Since the iBasso SR1 is balanced so expertly, it will play well with just about any source you throw at it. If you enjoy its signature, there is little worry about pushing to too far into the warm or bright category. I found no source that paired poorly.
The iFi iDSD Pro ($2,499) is the DAC I used while writing up the sound impressions on the last page. It is… heavenly. Can you find a deeper, richer, more resolving source? I don’t know. But it matched the SR1 in the most perfect fashion. Using the vacuum tube output, and GTO filter, it highlighted all of the SR1’s best traits whilst delivering top-tier clarity. If you can afford it, this is the desktop DAC/Amp I would recommend to anyone. I shall miss it when I have to send it back.
For those who want to go mobile with the SR1, and are on a strict budget, the Hidizs AP80 ($139, Review HERE) handles matters surprisingly well. I am amazed by the ease with which it drives these cans. It sounds SO good. Gobs of clarity, stout note weight, and a fairly complete sense of depth. It is the best-sounding DAP within its pricing, and you won’t feel as if you’re sacrificing much in the way of quality.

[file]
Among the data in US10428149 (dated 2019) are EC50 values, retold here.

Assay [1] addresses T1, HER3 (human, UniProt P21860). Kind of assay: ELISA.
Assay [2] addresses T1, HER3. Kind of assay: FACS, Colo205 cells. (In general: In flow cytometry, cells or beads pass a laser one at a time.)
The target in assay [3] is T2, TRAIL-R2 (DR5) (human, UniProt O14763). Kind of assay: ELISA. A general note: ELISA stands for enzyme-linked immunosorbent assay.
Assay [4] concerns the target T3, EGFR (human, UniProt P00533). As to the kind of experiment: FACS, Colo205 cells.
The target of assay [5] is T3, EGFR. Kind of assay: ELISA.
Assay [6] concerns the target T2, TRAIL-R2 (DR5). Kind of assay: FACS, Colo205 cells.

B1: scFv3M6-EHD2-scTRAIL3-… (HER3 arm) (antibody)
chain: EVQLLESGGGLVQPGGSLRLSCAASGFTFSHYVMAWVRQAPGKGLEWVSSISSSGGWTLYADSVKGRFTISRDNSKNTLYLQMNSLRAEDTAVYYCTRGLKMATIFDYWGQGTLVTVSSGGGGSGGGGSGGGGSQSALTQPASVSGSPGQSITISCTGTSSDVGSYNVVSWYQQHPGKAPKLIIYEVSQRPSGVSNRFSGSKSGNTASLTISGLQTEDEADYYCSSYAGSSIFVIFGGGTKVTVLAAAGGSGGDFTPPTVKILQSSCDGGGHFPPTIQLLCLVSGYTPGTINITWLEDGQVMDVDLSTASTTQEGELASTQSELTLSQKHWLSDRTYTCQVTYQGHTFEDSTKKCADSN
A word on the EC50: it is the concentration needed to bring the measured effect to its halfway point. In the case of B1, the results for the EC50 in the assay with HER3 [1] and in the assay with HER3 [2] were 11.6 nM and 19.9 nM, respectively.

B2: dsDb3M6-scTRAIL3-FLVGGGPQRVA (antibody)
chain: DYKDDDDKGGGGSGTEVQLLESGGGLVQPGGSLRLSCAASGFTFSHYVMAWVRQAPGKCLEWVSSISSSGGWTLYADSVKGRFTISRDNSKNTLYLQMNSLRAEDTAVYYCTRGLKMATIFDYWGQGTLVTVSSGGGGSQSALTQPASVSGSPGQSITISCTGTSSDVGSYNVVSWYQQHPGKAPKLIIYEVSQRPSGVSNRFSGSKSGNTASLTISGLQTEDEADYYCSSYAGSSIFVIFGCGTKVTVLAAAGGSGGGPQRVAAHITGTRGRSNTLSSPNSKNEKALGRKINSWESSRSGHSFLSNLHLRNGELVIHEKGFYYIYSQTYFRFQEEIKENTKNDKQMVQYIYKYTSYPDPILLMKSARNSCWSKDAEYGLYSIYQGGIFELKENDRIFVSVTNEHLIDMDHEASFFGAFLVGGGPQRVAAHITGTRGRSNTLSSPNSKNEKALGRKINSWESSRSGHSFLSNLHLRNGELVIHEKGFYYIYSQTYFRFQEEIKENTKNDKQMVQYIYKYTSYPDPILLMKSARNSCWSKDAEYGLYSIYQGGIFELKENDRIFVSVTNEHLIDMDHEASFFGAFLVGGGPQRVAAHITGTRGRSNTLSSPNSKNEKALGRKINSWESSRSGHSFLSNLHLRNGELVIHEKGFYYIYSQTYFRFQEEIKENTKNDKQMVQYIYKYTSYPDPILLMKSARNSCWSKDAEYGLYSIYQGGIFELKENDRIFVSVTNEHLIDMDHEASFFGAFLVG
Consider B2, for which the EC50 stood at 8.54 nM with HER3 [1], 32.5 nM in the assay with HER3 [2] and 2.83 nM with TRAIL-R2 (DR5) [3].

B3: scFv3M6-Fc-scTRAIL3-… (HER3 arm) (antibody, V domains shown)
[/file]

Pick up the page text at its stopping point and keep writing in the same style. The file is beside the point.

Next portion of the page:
Shanling’s M5s ($429, Review HERE) is the way to go if you’re looking to highlight the warmth and robust nature of the SR1. This is one of the most musical DAPs I’ve had the pleasure of hearing. Its smooth, analogue tuning takes these cans to a magical place. As I said at the top of this section, thanks to iBasso’s signature, you are saved from staying into muddy territory. There’s still tones of clarity and detail. However, the soundstage isn’t the widest with this system, so if that’s high on your priority list, you may wish to for a different player.
Of course, there are options for portability without compromise. But you’ll pay for it. The iBasso DX220 with AMP7 or AMP8 ($899 + $199) gives you damn near a desktop-like experience, but in your pocket. A great big soundstage, limitless clarity, and a full, dynamic sound that will leave you gobsmacked. Oh, and the SR1 scales up with a better source. The higher the quality you feed it, the more impressive they sound. But if you don’t quite have the coin for the DX220, consider the DX150 instead. With one of those high-current AMP modules, it makes a sweet budget alternative.